Among the parrot family, Macaw parrots are known to have the largest number of members. According to studies, these colorful, flamboyant, and captivating birds have inhabited the planet ever since and there are actually at least 18 species of macaws recognized today.

Characterized by their playful nature, Macaw parrots have earned a hefty reputation of being one of the most interesting birds because of their high intelligence and beauty. Hailing from South and Central America as well as from the Caribbean islands, macaw parrots have been legendary for possessing a unique personality and lovable characteristics, which makes them loyal and great companion parrots.

But, despite of its superb potentials, most people say that Macaw parrots are not good pets because they possess destructive tendencies, raucousness, demanding, and very noisy large birds.

Macaw parrots are not among those most favorite parrot pets because they screech so loud that most owners cannot tolerate. Aside from being creating loud noise, macaw parrots also have a reputation of being very demanding birds.

If you are planning to purchase a Macaw parrot for a pet bird, you have to have a great deal of knowledge and research about the nature and characteristic of macaw parrots species so you would have an idea how to take care of them. Although this parrot specie is not the most suitable parrot pet an owner can have, these large birds can live from 25 to 80 years and even beyond if taken care of properly.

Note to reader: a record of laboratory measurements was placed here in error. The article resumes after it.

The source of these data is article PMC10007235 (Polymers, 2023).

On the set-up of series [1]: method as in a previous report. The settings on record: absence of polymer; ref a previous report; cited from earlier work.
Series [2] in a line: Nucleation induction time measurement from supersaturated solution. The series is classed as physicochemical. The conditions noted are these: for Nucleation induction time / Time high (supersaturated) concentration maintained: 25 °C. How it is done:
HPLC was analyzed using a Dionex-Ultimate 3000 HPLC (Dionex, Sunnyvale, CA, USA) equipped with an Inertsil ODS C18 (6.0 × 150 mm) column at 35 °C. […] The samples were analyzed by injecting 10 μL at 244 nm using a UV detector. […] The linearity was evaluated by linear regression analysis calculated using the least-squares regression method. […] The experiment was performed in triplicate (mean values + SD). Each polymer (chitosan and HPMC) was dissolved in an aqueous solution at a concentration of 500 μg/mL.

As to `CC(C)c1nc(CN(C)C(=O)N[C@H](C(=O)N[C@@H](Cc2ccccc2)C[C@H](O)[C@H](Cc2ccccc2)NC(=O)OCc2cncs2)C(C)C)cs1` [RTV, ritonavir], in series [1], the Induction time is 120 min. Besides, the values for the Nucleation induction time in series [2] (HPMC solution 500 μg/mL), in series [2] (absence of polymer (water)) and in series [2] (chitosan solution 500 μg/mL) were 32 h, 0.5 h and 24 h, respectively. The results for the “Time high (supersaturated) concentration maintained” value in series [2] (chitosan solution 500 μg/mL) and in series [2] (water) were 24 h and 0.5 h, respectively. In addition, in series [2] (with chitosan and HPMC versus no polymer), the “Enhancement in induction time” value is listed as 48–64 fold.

Understanding Macaw parrots

Among the so many species of macaw parrots, the most popular include the Blue and Gold Macaw, Blue and Yellow Macaw which are the most available and popular kind of macaw parrot for being adaptable, playful, curious, and fun loving;

Scarlet Macaw, Red and Yellow Macaw which are considered as among the top ten of the worlds most beautiful parrots; Greenwing Macaw, Maroon Macaw, Red and Green Macaw, Red and Blue Macaw which are extremely intelligent and inquisitive ones;

Military Macaw that has fine talking skills and a pleasant behavior;

Red Fronted Macaw, Red Crown or Crowned Macaw which are among the sweetest and amiable parrots;

Hyacinthine or Hyacinth Macaw which is the largest among the parrot family;

Hahn's Down which are full blooded Macaws which are talkative and thrive in attention and Severe Macaw which is an uncommon pet bird because of its small size.

Here are some points to consider before buying a macaw parrot:

1. Talking Ability. These parrots are not considered excellent talkers but have high capabilities for speech and can be very good at language interaction.

2. Personality. Macaw parrots are among the most demanding pet parrots there are so you better make sure that you can spend enough time to interact with your parrot. Because of its violent tendencies, owning a macaw parrot is not advisable for parents that have little children.